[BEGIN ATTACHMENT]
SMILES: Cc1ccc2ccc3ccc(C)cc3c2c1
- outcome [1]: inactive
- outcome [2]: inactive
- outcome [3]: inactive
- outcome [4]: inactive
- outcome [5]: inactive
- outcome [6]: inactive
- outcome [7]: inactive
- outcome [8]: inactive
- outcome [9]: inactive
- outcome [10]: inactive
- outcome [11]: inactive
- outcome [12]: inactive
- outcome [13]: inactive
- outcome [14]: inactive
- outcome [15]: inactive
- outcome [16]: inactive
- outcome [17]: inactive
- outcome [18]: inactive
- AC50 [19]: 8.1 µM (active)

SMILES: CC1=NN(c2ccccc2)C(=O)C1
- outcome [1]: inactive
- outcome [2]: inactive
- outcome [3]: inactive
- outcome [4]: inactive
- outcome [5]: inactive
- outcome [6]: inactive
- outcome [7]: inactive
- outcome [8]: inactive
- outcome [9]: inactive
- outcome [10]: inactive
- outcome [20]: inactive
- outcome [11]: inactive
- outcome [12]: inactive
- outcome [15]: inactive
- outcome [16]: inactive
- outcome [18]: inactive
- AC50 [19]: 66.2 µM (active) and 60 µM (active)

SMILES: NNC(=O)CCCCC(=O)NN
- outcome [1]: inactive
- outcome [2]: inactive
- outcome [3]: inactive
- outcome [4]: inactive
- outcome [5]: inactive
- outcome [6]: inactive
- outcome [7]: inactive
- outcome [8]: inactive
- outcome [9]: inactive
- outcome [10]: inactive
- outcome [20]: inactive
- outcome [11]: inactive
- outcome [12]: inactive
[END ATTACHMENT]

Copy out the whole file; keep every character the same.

SMILES: Cc1ccc2ccc3ccc(C)cc3c2c1
- outcome [1]: inactive
- outcome [2]: inactive
- outcome [3]: inactive
- outcome [4]: inactive
- outcome [5]: inactive
- outcome [6]: inactive
- outcome [7]: inactive
- outcome [8]: inactive
- outcome [9]: inactive
- outcome [10]: inactive
- outcome [11]: inactive
- outcome [12]: inactive
- outcome [13]: inactive
- outcome [14]: inactive
- outcome [15]: inactive
- outcome [16]: inactive
- outcome [17]: inactive
- outcome [18]: inactive
- AC50 [19]: 8.1 µM (active)

SMILES: CC1=NN(c2ccccc2)C(=O)C1
- outcome [1]: inactive
- outcome [2]: inactive
- outcome [3]: inactive
- outcome [4]: inactive
- outcome [5]: inactive
- outcome [6]: inactive
- outcome [7]: inactive
- outcome [8]: inactive
- outcome [9]: inactive
- outcome [10]: inactive
- outcome [20]: inactive
- outcome [11]: inactive
- outcome [12]: inactive
- outcome [15]: inactive
- outcome [16]: inactive
- outcome [18]: inactive
- AC50 [19]: 66.2 µM (active) and 60 µM (active)

SMILES: NNC(=O)CCCCC(=O)NN
- outcome [1]: inactive
- outcome [2]: inactive
- outcome [3]: inactive
- outcome [4]: inactive
- outcome [5]: inactive
- outcome [6]: inactive
- outcome [7]: inactive
- outcome [8]: inactive
- outcome [9]: inactive
- outcome [10]: inactive
- outcome [20]: inactive
- outcome [11]: inactive
- outcome [12]: inactive